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dc.contributor.authorWagner, Reid
dc.date.accessioned2014-04-30T20:11:53Z
dc.date.available2014-04-30T20:11:53Z
dc.date.issued2014
dc.identifier.urihttp://hdl.handle.net/10920/29263
dc.description.abstractThe goal of this paper is first to give a general overview of energy use in Thailand, and review sustainable alternatives in generation and application. As a developing country, infrastructure is rapidly developing as well, presenting an opportunity to implement a basis for more sustainable energy production as well as use, without facing inertia of a more solidified existing system. Sustainable energy sources to meet the production needs of the country are examined, and light-emitting diode lighting (LED) is considered as an option to decrease energy use. Secondly, within this context, the viability and advantages of applying thermosyphons to reduce heat in chip-on-board high-power light-emitting diodes are investigated. These newer LEDs create considerable heat and will face damage, and particularly a shorter life span, if this heat isn’t managed. Heat sinks are traditionally used for cooling, but thermosyphons are an alternative that may be able to further manage the heat, as well as provide a cheaper and practical alternative in various scenarios. This experiment found a single thermosyphon and heat sink combination reduced LED heat by up to 11-13°C below the maximum LED operating temperature of 85°C, and moreover that adding a second thermosyphon reduced the temperature a total of 22-24°C below this, demonstrating that thermosyphons are viable to cool LEDs and should be considered during production and installation of LED lamps.en_US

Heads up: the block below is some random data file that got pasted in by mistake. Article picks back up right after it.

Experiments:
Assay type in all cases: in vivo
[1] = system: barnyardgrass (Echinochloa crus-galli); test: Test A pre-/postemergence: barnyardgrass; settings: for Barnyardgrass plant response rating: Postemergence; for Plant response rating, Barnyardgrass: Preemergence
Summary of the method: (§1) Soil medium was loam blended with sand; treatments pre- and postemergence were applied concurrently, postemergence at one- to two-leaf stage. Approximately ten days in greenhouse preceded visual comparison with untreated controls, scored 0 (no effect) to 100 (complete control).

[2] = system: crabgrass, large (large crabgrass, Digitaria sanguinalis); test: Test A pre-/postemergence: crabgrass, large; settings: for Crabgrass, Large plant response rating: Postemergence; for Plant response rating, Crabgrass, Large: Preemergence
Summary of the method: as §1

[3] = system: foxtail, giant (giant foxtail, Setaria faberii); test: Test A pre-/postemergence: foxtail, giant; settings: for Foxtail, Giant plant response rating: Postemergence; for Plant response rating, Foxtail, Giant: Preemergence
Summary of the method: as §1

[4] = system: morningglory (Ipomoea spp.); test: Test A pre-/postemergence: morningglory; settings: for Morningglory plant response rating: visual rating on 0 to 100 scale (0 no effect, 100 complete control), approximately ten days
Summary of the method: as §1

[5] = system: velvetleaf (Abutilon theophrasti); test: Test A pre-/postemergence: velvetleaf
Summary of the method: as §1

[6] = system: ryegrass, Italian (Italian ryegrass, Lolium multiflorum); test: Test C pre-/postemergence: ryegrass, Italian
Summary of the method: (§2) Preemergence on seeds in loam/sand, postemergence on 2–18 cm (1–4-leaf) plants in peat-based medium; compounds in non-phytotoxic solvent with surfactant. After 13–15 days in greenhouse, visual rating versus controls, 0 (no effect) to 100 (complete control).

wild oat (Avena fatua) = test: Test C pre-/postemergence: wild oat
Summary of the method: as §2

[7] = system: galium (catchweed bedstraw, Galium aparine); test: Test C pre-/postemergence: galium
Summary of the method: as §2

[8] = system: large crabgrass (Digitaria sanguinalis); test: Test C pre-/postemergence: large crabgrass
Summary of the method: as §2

dc.language.isoen_USen_US
dc.titleSustainable Energy Practices in Thailand and Application of Thermosyphons to High-Power Light-Emitting Diodesen_US
dc.title.alternativeNew Energy in a New City
dc.typePresentationen_US


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  • Sustainability SIP Symposium [21]
    Materials related to the annual Sustainability SIP Symposium sponsored by the Center for Career and Professional Development and the Environmental Studies Program.

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